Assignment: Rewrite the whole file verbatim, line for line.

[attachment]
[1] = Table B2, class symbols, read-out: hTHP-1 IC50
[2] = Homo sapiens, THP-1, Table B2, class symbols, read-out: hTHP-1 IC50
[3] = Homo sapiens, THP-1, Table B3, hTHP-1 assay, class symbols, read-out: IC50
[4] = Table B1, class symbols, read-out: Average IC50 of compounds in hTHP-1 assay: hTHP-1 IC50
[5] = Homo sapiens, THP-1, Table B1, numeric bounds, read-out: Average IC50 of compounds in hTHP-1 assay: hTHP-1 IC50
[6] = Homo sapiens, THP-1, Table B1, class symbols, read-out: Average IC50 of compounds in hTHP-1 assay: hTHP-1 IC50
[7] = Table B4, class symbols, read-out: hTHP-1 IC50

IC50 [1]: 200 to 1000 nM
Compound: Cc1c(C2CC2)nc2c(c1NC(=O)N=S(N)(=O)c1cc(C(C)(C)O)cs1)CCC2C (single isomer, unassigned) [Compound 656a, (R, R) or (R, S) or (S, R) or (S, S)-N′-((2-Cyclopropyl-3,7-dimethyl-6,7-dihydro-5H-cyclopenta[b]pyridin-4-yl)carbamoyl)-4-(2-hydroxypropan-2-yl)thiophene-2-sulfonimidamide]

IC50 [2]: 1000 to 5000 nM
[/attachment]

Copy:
[1] = Table B2, class symbols, read-out: hTHP-1 IC50
[2] = Homo sapiens, THP-1, Table B2, class symbols, read-out: hTHP-1 IC50
[3] = Homo sapiens, THP-1, Table B3, hTHP-1 assay, class symbols, read-out: IC50
[4] = Table B1, class symbols, read-out: Average IC50 of compounds in hTHP-1 assay: hTHP-1 IC50
[5] = Homo sapiens, THP-1, Table B1, numeric bounds, read-out: Average IC50 of compounds in hTHP-1 assay: hTHP-1 IC50
[6] = Homo sapiens, THP-1, Table B1, class symbols, read-out: Average IC50 of compounds in hTHP-1 assay: hTHP-1 IC50
[7] = Table B4, class symbols, read-out: hTHP-1 IC50

IC50 [1]: 200 to 1000 nM
Compound: Cc1c(C2CC2)nc2c(c1NC(=O)N=S(N)(=O)c1cc(C(C)(C)O)cs1)CCC2C (single isomer, unassigned) [Compound 656a, (R, R) or (R, S) or (S, R) or (S, S)-N′-((2-Cyclopropyl-3,7-dimethyl-6,7-dihydro-5H-cyclopenta[b]pyridin-4-yl)carbamoyl)-4-(2-hydroxypropan-2-yl)thiophene-2-sulfonimidamide]

IC50 [2]: 1000 to 5000 nM